FRANCE captain Thierry Dusautoir has been here before, facing a barrage of criticism and wondering where it all might end.
Even the best players in the world are not immune. During the World Cup in New Zealand in 2011, the blindside flanker had to field an incredible onslaught of criticism as the French lost to Tonga and struggled through the tournament. They came good at the end, reaching the final and only losing to hosts New Zealand after a close encounter, and Dusautoir was voted the world’s best player for 2011.
It is almost a case of deja vu this week in Paris, only this time the opprobrium is much closer at hand after a Six Nations in which the French have suffered three defeats and claimed one draw, in their last outing against Ireland. But, Dusautoir, a powerful, elegant and hugely skilful flanker – the seven is the blindside in French rugby, as in South Africa – has a similar emotion to that of just over a year ago, one of learning from adversity.
“These results have provided us with a rich seam of information which only served to take the squad forward,” said the Ivory Coast-born forward, who will captain France for a record 35th time this evening. “It brings out the character in people and forges a unified squad, which can only prepare us for the victories that are to come. We weren’t used to the negative pressure that came with the poor performances, but I have found that the guys have reacted pretty well because they haven’t allowed it to get them down.
“A win over Scotland will reward us for not having let up since the beginning. Yes, there is frustration at not having been able to validate all we have done in training these past few weeks on the pitch and having given the impression that we haven’t mastered the subject. However, I can assure you we have something left in the tank. We are really eager to win because it will do us good to troop off the pitch with a smile on our faces and to the applause ringing out in the Stade de France.”
That last bit was clearly heart-felt, but there remains doubt over how much losing games has developed any sort of resolve in this French squad. There is a seemingly unprecedented lack of expectation among French supporters for the visit of Scotland. The sporting press was full of the threat of the Scottish players yesterday and how Scott Johnson’s side has the ability to heap the final embarrassment on a nation that has to go back more than 40 years for their last winless championship. They may not rate Scotland hugely, but the suggestion is that “even they” cannot be taken lightly in Paris anymore.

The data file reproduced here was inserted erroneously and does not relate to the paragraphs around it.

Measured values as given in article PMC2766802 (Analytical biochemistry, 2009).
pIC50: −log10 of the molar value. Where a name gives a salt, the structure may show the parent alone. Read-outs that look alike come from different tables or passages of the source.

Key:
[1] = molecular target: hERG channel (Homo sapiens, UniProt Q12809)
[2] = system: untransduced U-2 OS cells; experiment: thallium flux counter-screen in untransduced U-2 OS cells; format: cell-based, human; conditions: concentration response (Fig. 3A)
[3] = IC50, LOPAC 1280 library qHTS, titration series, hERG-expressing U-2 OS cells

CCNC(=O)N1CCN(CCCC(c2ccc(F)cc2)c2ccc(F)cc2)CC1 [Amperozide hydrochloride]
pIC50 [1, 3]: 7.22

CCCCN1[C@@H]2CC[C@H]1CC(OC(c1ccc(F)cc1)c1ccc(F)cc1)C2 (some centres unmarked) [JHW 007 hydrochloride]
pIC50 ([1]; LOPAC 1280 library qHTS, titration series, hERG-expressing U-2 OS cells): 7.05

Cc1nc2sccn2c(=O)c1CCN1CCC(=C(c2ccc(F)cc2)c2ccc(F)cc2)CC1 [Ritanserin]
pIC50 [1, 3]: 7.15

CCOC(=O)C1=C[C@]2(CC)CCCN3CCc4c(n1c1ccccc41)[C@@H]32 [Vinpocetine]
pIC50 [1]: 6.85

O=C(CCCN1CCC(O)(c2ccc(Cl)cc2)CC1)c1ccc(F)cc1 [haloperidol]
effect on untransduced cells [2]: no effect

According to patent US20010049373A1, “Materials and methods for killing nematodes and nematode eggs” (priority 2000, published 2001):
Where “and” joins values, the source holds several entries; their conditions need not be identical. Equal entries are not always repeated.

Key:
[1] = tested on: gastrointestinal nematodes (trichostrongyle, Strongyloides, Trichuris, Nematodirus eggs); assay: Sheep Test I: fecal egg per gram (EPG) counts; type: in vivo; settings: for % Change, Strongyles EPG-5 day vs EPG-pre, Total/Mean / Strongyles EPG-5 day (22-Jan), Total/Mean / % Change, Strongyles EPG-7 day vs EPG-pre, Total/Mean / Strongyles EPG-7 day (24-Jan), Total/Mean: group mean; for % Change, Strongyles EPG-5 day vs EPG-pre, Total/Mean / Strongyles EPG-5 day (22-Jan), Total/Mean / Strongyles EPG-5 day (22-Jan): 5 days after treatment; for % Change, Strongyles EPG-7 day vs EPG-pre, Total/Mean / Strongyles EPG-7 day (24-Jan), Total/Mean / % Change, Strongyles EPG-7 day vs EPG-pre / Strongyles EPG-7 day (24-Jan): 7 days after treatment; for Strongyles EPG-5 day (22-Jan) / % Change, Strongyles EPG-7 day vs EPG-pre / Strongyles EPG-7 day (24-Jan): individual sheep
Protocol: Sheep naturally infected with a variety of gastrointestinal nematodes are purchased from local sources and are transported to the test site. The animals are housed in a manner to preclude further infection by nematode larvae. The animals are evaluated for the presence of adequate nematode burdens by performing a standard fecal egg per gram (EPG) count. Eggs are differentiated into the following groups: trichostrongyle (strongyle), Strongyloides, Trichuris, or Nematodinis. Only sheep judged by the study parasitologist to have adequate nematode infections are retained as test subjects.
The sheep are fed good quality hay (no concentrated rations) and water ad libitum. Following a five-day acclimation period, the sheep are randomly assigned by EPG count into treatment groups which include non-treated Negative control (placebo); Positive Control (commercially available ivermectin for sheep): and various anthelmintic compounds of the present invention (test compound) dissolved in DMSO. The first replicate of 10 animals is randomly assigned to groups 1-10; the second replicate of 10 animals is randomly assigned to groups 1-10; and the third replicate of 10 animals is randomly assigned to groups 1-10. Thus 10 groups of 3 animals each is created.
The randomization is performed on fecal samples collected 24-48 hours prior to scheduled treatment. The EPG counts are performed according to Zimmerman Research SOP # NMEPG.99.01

Their main area of focus, perhaps the last refuge for French rugby supporters, was how the scrum and, in particular, props old the key to restoring French pride. After the mess of the scrums at Murrayfield last week, the French believe their route to victory lies through demolishing Scotland up front, as Johnson expected.
The contest will begin there but the ability of a new second-row pairing to contest the lineout and then Dusautoir and his back row to outshine the Scottish trio at the breakdown (or not will lie at the heart of whether France can gain the upper hand in the Stade de France tonight.
The 31-year-old skipper believes that the manner in which his side came back to claim a 13-13 draw against the Irish has sown the seeds of a revival.
“That was important. We were left with the feeling that we were capable of maintaining the intensity and showing character even under pressure.
“There are few teams who have succeeded in coming back against a dominant Irish side in the second-half of a game so to have done so shows that this team has the capacity to produce great performances.
“It has been a bad Six Nations. Whether we finish fifth or sixth doesn’t interest anybody. But finishing on a good note will do everyone the world of good.”